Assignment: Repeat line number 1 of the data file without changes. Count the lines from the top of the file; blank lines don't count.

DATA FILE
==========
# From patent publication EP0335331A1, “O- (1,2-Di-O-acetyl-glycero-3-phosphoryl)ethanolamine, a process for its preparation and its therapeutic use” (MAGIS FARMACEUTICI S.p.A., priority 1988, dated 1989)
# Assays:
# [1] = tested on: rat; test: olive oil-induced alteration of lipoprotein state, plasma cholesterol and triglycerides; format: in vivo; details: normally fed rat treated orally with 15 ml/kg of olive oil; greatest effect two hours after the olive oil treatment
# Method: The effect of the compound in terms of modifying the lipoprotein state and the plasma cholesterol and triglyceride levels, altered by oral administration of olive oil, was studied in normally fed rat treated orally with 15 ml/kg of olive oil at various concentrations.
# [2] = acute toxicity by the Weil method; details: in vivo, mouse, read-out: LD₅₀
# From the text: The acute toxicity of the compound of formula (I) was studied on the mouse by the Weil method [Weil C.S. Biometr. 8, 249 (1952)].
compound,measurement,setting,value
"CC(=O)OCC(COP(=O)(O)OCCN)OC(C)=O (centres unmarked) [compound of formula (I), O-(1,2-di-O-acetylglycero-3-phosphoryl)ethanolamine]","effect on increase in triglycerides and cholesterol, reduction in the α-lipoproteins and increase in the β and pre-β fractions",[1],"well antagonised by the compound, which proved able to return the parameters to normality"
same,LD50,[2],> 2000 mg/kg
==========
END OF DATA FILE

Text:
# From patent publication EP0335331A1, “O- (1,2-Di-O-acetyl-glycero-3-phosphoryl)ethanolamine, a process for its preparation and its therapeutic use” (MAGIS FARMACEUTICI S.p.A., priority 1988, dated 1989)